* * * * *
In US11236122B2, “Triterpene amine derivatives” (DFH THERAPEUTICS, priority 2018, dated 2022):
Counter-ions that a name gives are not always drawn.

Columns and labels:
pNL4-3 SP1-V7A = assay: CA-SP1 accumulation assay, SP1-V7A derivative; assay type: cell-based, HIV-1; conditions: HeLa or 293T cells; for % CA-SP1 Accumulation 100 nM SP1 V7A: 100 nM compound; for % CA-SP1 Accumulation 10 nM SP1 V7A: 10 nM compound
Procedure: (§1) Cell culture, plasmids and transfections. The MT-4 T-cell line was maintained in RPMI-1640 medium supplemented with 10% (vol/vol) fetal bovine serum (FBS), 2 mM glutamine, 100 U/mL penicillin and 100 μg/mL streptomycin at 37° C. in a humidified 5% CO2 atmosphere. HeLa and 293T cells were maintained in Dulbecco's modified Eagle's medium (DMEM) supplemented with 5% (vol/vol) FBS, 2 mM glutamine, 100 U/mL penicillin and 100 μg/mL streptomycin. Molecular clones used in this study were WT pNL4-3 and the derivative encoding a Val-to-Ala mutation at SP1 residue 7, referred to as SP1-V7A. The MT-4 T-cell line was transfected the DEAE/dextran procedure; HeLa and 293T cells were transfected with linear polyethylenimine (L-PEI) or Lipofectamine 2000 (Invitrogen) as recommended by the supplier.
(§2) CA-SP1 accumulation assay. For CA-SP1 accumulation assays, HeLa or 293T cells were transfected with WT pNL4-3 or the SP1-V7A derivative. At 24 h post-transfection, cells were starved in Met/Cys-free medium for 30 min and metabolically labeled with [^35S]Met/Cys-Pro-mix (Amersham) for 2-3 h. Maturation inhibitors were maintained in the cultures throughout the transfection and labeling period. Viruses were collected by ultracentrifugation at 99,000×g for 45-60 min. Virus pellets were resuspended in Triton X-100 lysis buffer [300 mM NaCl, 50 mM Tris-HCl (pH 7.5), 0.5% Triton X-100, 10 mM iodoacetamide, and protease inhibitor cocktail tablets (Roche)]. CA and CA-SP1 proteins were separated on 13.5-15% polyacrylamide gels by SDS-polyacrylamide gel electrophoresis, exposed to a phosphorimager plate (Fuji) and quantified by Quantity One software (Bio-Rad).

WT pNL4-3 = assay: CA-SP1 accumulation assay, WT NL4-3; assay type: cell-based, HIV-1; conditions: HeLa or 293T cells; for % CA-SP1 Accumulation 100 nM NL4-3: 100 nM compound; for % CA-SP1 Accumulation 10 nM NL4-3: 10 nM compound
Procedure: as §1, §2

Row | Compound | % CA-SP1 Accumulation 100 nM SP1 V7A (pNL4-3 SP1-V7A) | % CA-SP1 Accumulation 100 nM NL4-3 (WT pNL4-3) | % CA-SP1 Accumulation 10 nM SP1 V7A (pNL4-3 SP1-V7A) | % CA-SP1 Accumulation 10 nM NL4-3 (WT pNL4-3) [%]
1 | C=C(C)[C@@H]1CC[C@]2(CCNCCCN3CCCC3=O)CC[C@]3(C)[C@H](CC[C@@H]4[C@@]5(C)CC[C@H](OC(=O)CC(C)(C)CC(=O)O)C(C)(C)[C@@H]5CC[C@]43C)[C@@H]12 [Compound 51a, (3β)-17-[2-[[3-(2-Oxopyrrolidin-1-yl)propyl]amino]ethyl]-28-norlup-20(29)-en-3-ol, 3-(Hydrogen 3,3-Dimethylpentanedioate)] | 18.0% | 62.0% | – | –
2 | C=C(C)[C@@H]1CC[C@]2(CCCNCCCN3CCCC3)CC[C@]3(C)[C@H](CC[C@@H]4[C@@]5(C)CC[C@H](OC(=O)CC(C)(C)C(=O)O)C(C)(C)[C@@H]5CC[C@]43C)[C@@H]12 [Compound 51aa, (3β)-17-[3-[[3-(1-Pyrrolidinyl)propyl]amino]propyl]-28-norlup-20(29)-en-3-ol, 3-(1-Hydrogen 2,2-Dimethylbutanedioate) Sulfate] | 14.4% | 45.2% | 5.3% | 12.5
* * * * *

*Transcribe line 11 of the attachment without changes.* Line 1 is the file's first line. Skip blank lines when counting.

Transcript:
2 | C=C(C)[C@@H]1CC[C@]2(CCCNCCCN3CCCC3)CC[C@]3(C)[C@H](CC[C@@H]4[C@@]5(C)CC[C@H](OC(=O)CC(C)(C)C(=O)O)C(C)(C)[C@@H]5CC[C@]43C)[C@@H]12 [Compound 51aa, (3β)-17-[3-[[3-(1-Pyrrolidinyl)propyl]amino]propyl]-28-norlup-20(29)-en-3-ol, 3-(1-Hydrogen 2,2-Dimethylbutanedioate) Sulfate] | 14.4% | 45.2% | 5.3% | 12.5